The turn for the worse can said to have begun last Wednesday when five CRPF jawans were killed along with state police personnel.
The security picture in Kashmir appears far from satisfactory, and this cannot but tell on the political situation in the state. With the annual Amarnath yatra, which takes lakhs of pilgrims to the famous shrine in southern Kashmir, just a fortnight away, the authorities need to look sharp.
In the past week, there have been repeated terrorist strikes in southern Kashmir. The turn for the worse can said to have begun last Wednesday when five CRPF jawans were killed along with state police personnel. Stray terrorist attacks — which have been pretty much the norm for the past year or so — followed on subsequent days, with a spike two days ago on Monday, when three separate terrorist incidents took place. An Army major was killed in the Acchabal area of Anantnag district. There were two more strikes in Pulwama and Tral. A fresh attack was mounted by the terrorists on Tuesday morning as well.
If the period after the Balakote incursion into Pakistani territory by Indian Air Force jets was relatively quiet, going by the levels of violence in south Kashmir since July 2016, the past week should alert us to the reality that far more must be done to bring about a sense of near-normality in the Kashmir Valley. It remains to be seen if the Narendra Modi government in its second avatar sticks to its earlier formula of talking only through the gun.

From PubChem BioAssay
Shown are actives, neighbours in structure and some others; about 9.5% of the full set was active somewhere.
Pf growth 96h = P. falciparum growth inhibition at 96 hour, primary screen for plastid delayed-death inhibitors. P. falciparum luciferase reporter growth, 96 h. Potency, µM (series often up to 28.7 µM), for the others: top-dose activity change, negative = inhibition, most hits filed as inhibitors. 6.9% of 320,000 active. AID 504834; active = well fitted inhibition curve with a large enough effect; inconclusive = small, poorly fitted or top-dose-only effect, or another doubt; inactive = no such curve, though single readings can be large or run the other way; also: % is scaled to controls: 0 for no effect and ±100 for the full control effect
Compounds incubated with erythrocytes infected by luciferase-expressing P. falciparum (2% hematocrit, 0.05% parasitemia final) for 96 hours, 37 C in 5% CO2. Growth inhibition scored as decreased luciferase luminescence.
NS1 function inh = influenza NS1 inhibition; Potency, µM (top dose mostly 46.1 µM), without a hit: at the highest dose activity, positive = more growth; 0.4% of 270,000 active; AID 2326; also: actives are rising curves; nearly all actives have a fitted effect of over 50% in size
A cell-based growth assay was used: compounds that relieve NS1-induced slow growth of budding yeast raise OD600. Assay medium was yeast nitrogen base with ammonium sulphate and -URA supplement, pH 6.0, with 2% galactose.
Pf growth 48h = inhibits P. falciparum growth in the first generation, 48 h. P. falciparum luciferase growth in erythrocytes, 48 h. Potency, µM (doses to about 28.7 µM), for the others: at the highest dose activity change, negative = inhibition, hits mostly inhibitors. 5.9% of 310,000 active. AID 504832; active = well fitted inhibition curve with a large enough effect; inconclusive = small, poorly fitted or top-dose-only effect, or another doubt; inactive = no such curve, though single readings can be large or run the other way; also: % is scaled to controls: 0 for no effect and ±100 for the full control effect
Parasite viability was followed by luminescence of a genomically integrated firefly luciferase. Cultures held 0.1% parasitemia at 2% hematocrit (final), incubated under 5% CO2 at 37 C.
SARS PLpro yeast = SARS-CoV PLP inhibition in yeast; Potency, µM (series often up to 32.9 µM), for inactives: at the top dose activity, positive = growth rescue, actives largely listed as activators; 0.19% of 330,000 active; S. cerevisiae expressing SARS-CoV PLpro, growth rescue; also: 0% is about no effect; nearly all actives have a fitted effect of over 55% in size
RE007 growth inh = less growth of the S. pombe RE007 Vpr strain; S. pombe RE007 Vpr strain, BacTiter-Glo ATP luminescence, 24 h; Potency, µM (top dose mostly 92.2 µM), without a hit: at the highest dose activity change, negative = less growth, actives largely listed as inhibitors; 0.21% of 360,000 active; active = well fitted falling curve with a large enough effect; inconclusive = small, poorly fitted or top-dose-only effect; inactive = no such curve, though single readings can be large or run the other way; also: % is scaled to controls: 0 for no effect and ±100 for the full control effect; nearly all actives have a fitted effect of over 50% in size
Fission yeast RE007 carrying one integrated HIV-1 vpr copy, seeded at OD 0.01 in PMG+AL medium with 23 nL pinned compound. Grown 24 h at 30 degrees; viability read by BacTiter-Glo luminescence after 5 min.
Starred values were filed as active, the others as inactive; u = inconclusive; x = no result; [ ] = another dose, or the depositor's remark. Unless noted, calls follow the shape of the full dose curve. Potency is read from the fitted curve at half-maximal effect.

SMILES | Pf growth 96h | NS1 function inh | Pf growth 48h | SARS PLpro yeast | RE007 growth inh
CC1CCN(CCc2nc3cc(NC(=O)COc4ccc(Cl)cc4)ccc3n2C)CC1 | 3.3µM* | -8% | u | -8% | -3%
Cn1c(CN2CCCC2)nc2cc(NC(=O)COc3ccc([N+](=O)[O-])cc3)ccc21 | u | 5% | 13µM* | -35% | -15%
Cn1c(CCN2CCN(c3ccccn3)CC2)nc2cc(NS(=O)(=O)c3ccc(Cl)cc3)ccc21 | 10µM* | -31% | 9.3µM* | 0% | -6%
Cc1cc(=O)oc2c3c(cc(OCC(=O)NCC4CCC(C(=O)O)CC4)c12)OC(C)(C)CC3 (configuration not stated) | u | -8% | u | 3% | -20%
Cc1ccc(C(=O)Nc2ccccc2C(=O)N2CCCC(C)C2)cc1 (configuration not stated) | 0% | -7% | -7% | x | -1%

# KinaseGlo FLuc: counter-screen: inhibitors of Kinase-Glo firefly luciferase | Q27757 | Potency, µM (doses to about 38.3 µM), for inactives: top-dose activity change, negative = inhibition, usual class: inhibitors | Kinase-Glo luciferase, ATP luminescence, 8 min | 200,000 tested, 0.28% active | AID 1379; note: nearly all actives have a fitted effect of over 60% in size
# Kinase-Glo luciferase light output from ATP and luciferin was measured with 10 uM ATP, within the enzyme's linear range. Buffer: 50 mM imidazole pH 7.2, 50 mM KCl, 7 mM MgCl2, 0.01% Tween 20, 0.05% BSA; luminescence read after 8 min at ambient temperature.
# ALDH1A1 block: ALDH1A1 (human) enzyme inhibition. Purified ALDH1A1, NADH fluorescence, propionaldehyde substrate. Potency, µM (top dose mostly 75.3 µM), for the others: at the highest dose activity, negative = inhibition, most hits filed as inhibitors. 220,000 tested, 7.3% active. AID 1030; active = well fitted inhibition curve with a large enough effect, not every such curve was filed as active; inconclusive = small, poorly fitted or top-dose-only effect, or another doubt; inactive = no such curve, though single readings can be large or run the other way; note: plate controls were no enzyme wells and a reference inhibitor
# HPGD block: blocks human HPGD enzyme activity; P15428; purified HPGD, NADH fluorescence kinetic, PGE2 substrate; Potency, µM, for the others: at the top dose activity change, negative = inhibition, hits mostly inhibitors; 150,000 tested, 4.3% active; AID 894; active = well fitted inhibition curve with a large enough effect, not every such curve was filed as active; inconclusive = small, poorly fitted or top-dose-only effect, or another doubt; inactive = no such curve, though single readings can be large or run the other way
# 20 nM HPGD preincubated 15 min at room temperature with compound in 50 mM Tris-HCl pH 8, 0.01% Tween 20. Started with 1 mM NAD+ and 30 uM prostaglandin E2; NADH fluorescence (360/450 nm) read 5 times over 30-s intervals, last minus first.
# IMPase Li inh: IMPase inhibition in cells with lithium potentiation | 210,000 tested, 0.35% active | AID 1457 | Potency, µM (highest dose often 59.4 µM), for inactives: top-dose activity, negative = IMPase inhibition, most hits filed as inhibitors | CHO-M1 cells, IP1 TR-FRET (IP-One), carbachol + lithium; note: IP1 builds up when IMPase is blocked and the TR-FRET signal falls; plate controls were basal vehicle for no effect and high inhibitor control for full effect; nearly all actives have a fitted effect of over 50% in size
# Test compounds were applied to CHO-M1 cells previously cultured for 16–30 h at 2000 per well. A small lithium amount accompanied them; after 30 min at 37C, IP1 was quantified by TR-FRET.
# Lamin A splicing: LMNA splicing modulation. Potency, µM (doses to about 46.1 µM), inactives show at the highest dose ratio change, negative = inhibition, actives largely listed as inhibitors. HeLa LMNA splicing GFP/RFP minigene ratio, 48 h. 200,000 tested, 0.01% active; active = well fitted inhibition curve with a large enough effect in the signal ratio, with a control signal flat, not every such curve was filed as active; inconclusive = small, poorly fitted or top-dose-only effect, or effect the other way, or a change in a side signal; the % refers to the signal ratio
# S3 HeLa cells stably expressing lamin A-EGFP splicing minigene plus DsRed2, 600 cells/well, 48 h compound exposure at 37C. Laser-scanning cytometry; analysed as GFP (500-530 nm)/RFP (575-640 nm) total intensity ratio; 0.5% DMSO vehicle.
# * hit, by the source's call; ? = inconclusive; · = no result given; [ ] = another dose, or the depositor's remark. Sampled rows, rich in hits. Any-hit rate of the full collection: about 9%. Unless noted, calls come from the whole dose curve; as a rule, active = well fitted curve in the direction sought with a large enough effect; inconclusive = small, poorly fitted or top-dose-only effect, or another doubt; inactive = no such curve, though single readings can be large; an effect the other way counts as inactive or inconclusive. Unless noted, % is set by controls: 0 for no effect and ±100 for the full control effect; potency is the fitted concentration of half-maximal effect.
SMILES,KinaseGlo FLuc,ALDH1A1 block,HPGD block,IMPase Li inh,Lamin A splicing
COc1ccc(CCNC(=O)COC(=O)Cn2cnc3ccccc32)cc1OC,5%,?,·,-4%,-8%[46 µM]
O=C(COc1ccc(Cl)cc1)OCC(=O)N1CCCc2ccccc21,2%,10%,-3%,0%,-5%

The best scenario will be if the resolve of the security forces to deal with terrorism in Kashmir is maintained while a fresh start is made on the political side. This was the conspicuous missing factor in Kashmir in Mr Modi’s first term.
The so-called “Doval doctrine” — named after national security adviser Ajit Doval — was the Centre's mantra for the Valley. It allowed no real political engagement. With Amit Shah, the new Union home minister, enjoying the Prime Minister's fullest confidence, it will be watched with interest if a political element is introduced into the mix in dealing with the complex situation in J&K.
The first charge on the Centre — and of course governor Satya Pal Malik's administration — will be to take all precautions to ensure the safety of the Amarnath yatra. As per centuries-old tradition and the valley's cultural DNA, a Kashmiri Muslim (yes, even an extremist or terrorist) is most unlikely to attack the Amarnath pilgrims. But foreign terrorists are another matter.
The time may have come, while making security plans for the pilgrim route, to throw hints of the real possibility of holding the long-overdue Assembly elections in J&K at the end of the yatra period. This is likely to generate some goodwill for the government. An impression has got around — after a recent media interview of the governor — that state polls are off the menu now. Changing this impression could be helpful.